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Nigeria’s ruling APC sweeps top posts at National Assembly

By Eromo Egbejule
Posted on Thursday, 13 June 2019 12:43

A police officer stands guard as electoral worker carry electoral materials at the offices of the Independent National Electoral Commission in Yola, Nigeria, Friday, Feb. 15, 2019. Sunday Alamba/AP/SIPA

With the ruling APC now holding all the top leadership positions of the legislature, President Buhari has no excuse not to deliver on his promises.

Senator Ahmed Lawan and Femi Gbajabiamila, handpicked by the party leadership including the previously sidelined All Progressives Congress (APC) national leader Bola Tinubu, have emerged as senate president and speaker of the house of representatives of the 9th National Assembly, respectively.

Lawan, with a doctorate in remote sensing, is a former lecturer at the University of Maiduguri. 

  • A longstanding legislator from Yobe state in Northeastern Nigeria, he was in the house of representatives between 1999-2007 when he was then elected a senator, remaining one for the next four terms.

Gbajabiamila, from Lagos state, has long been the minority leader in the House of Representatives.

  • In 2011, he made the headlines when he rejected a national honour claiming he had not rendered enough service to the country to get one. He was the first legislator to ever do so.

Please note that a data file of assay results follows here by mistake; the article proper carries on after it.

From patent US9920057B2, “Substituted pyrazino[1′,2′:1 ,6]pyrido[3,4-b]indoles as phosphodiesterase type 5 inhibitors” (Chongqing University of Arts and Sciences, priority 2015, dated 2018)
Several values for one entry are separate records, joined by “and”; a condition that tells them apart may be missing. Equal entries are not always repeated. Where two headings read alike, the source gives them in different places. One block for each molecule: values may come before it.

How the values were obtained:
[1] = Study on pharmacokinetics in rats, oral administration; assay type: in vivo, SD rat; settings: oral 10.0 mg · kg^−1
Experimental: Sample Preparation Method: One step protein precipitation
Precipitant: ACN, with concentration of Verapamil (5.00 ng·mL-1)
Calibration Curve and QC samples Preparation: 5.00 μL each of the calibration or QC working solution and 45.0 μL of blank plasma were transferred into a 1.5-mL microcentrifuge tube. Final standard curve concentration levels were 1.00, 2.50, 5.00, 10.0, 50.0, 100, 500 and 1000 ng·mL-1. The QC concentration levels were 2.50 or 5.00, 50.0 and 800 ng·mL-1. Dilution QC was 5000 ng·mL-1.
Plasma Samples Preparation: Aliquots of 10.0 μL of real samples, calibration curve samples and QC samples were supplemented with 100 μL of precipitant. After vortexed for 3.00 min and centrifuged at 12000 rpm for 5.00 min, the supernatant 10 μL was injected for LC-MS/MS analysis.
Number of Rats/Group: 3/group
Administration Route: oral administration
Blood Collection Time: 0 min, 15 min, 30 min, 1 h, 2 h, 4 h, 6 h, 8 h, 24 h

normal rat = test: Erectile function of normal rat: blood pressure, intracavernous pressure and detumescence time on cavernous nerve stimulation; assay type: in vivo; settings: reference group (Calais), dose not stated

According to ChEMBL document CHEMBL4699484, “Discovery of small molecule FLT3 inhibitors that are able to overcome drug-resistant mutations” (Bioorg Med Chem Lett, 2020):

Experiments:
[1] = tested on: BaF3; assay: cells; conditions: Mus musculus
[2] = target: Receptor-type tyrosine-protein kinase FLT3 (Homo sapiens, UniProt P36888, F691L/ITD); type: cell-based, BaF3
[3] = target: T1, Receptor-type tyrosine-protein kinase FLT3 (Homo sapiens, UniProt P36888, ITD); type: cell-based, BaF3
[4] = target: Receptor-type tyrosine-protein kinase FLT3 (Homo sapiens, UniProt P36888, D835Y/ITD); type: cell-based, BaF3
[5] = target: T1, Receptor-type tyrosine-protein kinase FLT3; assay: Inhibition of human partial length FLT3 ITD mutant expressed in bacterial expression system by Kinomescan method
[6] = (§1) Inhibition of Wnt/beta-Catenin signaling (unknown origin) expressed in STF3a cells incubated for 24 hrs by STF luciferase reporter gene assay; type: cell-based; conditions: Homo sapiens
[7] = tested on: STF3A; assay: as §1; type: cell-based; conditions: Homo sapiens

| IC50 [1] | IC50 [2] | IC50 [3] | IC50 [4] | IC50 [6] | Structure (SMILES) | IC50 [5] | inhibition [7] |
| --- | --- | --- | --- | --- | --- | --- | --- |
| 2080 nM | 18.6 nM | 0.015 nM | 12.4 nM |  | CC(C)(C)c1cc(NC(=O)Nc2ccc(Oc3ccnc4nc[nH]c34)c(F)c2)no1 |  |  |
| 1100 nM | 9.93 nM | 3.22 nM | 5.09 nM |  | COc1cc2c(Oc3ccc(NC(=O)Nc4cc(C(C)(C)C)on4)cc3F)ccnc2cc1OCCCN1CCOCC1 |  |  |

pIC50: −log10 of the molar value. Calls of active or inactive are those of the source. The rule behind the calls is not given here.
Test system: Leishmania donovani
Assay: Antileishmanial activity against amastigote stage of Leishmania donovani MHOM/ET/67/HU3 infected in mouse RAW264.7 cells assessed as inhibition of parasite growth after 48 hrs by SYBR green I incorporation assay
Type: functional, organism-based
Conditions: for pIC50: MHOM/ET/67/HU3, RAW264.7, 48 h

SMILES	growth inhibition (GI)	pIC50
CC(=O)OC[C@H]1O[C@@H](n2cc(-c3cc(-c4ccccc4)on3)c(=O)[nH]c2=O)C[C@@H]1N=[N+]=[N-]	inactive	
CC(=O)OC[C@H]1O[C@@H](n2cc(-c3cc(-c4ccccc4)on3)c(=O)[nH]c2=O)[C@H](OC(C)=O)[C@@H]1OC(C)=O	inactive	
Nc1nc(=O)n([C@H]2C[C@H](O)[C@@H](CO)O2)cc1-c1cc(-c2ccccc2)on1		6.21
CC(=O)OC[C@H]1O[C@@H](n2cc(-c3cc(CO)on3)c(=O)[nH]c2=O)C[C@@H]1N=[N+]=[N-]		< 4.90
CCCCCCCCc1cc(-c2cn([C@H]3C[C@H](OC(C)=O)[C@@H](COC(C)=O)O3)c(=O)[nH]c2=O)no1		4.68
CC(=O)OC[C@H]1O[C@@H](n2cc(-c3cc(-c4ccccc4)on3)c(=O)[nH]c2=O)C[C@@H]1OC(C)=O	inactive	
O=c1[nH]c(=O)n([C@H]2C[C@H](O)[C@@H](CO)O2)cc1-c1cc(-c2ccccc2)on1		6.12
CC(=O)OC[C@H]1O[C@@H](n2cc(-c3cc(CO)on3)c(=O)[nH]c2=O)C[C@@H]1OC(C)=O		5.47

• As a young impressionable lawyer in Atlanta in the early 2000s, Gbajabiamila won an injury settlement worth $25,000 for a client but closed his practice and disappeared immediately afterwards. By the time he resurfaced three years later to repay, he had become an MP in Nigeria. The Supreme Court and State Bar of Georgia suspended him in 2007, after he admitted to withholding the damage claims.
  • The Coalition of United Political Parties attempted to prevent Gbajabiamila from taking his seat on that basis.

Back in 2015, both men were pencilled down for the same roles but lost bitterly to Bukola Saraki and Yakubu Dogara, maverick politicians who snatched victory from the jaws of political godfathers within the path. That singular act led both men on a long-drawn conflict with the party hierarchy.

  • Saraki battled with the Code of Conduct tribunal on false asset declaration charges instituted by the federal government for three years, eventually winning at the Supreme Court in July 2018.
  • The next month, Nigeria’s secret police locked the National Assembly premises as masked men wearing operatives denied senators entrance for hours, even as another set of uniformed men also barricaded the official apartments of Saraki and his deputy.

With high euphemism, Buhari said, “Relations between the Executive and the Legislature were not the best in the 8th National Assembly.”

Bottom line: With the passage of the new order, it is expected that the legislature will allow the executive to act more quickly, even if questions arise over its independence. But it also removes any excuses for the second Buhari presidency not to deliver.

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